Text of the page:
NgCAM is a cell adhesion molecule that is largely axonal in neurons and apical in epithelia. In Madin-Darby canine kidney cells, NgCAM is targeted to the apical surface by transcytosis, being first inserted into the basolateral domain from which it is internalized and transported to the apical domain. Initial basolateral transport is mediated by a sequence motif (Y 33RSL) decoded by the AP-1B clathrin adaptor complex. This motif is a substrate in vitro for tyrosine phosphorylation by p60src, a modification that disrupts NgCAM's ability to interact with clathrin adaptors. Based on the behavior of various NgCAM mutants, it appears that after arrival at the basolateral surface, the AP-1B interaction site is silenced by phosphorylation of Tyr33. This slows endocytosis and inhibits basolateral recycling from endosomes, resulting in NgCAM transcytosis due to a cryptic apical targeting signal in its extracellular domain. Thus, transcytosis of NgCAM and perhaps other membrane proteins may reflect the spatial regulation of recognition by adaptors such as AP-1B.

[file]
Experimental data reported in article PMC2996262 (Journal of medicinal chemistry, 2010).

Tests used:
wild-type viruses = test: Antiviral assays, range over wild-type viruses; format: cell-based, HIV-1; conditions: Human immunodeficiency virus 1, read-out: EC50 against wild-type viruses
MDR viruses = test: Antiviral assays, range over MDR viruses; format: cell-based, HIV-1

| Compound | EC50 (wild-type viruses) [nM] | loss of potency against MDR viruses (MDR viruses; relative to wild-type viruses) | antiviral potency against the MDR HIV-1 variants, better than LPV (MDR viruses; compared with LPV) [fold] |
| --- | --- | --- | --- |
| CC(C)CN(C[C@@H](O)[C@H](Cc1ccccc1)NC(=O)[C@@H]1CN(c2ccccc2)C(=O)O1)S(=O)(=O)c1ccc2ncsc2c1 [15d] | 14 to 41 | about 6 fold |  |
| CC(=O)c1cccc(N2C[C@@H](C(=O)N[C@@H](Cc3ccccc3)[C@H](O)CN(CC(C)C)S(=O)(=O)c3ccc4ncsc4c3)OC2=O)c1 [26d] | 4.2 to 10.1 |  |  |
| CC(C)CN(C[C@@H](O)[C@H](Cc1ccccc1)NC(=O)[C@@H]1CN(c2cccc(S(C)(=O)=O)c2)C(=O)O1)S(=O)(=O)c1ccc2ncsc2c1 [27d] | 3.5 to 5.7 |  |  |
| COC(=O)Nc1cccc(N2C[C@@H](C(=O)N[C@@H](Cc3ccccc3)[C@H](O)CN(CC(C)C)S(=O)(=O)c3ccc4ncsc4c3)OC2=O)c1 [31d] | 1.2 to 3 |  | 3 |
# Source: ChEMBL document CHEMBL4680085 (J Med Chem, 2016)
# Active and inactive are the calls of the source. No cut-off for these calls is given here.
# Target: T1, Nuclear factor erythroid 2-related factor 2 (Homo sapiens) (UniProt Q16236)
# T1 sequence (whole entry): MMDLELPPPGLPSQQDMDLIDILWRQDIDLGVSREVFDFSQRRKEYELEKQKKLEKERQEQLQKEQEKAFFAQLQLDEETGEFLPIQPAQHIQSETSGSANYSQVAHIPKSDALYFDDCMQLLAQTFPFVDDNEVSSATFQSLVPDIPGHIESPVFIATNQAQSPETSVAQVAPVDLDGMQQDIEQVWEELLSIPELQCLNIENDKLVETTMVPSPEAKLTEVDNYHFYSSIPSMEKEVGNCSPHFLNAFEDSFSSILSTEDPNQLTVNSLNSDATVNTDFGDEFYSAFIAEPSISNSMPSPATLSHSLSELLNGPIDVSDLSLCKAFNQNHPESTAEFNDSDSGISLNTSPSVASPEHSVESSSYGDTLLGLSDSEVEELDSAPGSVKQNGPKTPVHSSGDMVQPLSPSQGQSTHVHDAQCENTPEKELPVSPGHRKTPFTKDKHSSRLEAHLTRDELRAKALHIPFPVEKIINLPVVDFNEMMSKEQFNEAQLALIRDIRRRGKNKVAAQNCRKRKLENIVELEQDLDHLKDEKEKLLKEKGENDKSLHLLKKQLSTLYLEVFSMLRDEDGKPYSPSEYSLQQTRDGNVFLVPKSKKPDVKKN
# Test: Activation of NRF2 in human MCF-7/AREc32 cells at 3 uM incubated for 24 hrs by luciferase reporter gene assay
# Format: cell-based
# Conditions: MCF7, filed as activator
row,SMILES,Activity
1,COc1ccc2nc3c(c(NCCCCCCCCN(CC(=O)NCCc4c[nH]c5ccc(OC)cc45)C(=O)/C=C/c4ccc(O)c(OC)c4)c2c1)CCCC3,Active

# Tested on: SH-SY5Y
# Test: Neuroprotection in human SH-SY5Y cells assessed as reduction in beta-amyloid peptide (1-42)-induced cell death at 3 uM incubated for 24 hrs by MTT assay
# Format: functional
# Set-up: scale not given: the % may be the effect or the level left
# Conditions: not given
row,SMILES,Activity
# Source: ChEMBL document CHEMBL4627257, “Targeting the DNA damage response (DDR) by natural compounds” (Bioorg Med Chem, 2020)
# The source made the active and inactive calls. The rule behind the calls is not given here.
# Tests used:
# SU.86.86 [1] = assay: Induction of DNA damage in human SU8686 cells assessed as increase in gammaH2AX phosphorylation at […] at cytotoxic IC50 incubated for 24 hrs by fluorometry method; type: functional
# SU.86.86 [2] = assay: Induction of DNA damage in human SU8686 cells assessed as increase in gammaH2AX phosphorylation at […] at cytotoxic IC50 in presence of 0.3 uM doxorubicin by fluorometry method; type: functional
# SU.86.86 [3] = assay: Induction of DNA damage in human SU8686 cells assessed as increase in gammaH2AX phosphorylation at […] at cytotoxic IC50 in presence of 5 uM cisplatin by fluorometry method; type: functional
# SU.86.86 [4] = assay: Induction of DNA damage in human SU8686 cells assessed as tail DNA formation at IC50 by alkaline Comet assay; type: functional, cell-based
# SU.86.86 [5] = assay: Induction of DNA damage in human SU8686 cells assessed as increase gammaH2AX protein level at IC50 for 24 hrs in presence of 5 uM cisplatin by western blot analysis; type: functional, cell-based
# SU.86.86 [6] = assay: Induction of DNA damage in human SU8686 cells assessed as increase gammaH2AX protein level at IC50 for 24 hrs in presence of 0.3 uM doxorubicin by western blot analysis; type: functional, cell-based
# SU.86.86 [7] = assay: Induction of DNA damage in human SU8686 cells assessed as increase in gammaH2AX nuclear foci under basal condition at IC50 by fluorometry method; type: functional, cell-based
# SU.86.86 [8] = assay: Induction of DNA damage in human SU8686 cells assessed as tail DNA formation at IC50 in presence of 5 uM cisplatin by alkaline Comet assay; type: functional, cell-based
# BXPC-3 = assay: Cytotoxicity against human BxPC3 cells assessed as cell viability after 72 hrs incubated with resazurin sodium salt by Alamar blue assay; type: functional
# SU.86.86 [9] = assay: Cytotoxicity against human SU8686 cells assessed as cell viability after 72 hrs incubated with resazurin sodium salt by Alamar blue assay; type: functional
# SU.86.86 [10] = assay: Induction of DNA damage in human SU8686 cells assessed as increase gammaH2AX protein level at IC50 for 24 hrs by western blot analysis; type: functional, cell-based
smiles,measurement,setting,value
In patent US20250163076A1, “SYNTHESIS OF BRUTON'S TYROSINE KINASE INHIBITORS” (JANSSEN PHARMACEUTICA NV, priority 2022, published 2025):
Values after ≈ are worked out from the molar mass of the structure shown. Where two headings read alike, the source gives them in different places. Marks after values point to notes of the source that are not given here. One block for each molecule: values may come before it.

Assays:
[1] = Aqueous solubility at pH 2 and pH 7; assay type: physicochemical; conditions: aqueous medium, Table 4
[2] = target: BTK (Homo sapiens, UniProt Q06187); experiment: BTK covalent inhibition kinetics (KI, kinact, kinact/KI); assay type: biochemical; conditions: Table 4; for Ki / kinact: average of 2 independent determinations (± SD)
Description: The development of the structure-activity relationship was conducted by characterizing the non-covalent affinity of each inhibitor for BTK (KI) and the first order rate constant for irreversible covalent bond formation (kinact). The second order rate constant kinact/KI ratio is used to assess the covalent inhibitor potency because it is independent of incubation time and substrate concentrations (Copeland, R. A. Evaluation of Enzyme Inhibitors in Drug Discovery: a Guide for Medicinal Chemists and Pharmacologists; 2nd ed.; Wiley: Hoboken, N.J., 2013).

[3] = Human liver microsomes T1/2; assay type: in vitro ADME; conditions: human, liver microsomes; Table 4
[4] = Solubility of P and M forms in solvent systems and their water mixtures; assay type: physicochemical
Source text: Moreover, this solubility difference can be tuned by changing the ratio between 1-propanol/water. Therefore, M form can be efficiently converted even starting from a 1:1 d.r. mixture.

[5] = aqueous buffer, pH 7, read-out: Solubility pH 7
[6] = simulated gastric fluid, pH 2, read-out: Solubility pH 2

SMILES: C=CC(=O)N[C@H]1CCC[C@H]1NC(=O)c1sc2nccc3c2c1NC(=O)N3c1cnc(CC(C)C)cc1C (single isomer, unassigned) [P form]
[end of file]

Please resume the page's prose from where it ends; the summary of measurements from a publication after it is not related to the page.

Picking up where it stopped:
ASJC Scopus subject areas
- Cell Biology